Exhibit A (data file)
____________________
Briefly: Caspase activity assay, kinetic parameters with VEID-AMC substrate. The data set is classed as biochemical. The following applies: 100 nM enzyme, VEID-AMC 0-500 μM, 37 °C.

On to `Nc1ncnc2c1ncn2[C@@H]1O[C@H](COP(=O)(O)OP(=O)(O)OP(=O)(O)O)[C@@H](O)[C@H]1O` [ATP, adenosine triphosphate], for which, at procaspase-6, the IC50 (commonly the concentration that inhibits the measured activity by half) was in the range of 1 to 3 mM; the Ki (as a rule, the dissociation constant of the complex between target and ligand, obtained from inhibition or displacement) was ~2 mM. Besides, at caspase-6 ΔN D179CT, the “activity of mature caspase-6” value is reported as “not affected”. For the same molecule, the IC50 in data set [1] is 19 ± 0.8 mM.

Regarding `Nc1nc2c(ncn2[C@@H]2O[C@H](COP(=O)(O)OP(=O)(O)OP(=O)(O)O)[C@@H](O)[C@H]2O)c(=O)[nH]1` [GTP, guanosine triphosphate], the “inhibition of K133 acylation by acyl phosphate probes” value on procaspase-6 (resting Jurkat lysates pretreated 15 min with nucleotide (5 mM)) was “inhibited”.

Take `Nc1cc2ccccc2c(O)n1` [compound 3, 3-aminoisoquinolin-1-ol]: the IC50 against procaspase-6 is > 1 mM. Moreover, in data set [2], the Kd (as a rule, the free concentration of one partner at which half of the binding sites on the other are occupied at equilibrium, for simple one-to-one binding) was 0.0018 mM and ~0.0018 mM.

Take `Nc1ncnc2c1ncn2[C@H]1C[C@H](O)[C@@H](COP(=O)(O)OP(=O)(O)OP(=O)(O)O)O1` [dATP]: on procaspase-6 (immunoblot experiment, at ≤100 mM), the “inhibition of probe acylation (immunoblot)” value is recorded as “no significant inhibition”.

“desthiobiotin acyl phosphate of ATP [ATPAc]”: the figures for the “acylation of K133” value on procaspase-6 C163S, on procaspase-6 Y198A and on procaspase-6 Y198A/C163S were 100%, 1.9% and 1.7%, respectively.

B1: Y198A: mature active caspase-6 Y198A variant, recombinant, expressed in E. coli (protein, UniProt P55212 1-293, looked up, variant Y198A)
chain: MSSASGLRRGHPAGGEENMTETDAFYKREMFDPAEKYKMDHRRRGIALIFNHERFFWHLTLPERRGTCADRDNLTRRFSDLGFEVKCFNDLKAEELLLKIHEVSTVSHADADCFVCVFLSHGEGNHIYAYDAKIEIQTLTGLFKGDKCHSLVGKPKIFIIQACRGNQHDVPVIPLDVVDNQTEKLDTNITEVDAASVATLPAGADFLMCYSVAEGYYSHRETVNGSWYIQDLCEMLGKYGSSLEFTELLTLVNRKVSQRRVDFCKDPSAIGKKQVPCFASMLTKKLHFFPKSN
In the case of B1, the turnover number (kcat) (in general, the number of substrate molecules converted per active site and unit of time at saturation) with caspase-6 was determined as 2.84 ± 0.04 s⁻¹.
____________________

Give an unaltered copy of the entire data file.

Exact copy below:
Briefly: Caspase activity assay, kinetic parameters with VEID-AMC substrate. The data set is classed as biochemical. The following applies: 100 nM enzyme, VEID-AMC 0-500 μM, 37 °C.

On to `Nc1ncnc2c1ncn2[C@@H]1O[C@H](COP(=O)(O)OP(=O)(O)OP(=O)(O)O)[C@@H](O)[C@H]1O` [ATP, adenosine triphosphate], for which, at procaspase-6, the IC50 (commonly the concentration that inhibits the measured activity by half) was in the range of 1 to 3 mM; the Ki (as a rule, the dissociation constant of the complex between target and ligand, obtained from inhibition or displacement) was ~2 mM. Besides, at caspase-6 ΔN D179CT, the “activity of mature caspase-6” value is reported as “not affected”. For the same molecule, the IC50 in data set [1] is 19 ± 0.8 mM.

Regarding `Nc1nc2c(ncn2[C@@H]2O[C@H](COP(=O)(O)OP(=O)(O)OP(=O)(O)O)[C@@H](O)[C@H]2O)c(=O)[nH]1` [GTP, guanosine triphosphate], the “inhibition of K133 acylation by acyl phosphate probes” value on procaspase-6 (resting Jurkat lysates pretreated 15 min with nucleotide (5 mM)) was “inhibited”.

Take `Nc1cc2ccccc2c(O)n1` [compound 3, 3-aminoisoquinolin-1-ol]: the IC50 against procaspase-6 is > 1 mM. Moreover, in data set [2], the Kd (as a rule, the free concentration of one partner at which half of the binding sites on the other are occupied at equilibrium, for simple one-to-one binding) was 0.0018 mM and ~0.0018 mM.

Take `Nc1ncnc2c1ncn2[C@H]1C[C@H](O)[C@@H](COP(=O)(O)OP(=O)(O)OP(=O)(O)O)O1` [dATP]: on procaspase-6 (immunoblot experiment, at ≤100 mM), the “inhibition of probe acylation (immunoblot)” value is recorded as “no significant inhibition”.

“desthiobiotin acyl phosphate of ATP [ATPAc]”: the figures for the “acylation of K133” value on procaspase-6 C163S, on procaspase-6 Y198A and on procaspase-6 Y198A/C163S were 100%, 1.9% and 1.7%, respectively.

B1: Y198A: mature active caspase-6 Y198A variant, recombinant, expressed in E. coli (protein, UniProt P55212 1-293, looked up, variant Y198A)
chain: MSSASGLRRGHPAGGEENMTETDAFYKREMFDPAEKYKMDHRRRGIALIFNHERFFWHLTLPERRGTCADRDNLTRRFSDLGFEVKCFNDLKAEELLLKIHEVSTVSHADADCFVCVFLSHGEGNHIYAYDAKIEIQTLTGLFKGDKCHSLVGKPKIFIIQACRGNQHDVPVIPLDVVDNQTEKLDTNITEVDAASVATLPAGADFLMCYSVAEGYYSHRETVNGSWYIQDLCEMLGKYGSSLEFTELLTLVNRKVSQRRVDFCKDPSAIGKKQVPCFASMLTKKLHFFPKSN
In the case of B1, the turnover number (kcat) (in general, the number of substrate molecules converted per active site and unit of time at saturation) with caspase-6 was determined as 2.84 ± 0.04 s⁻¹.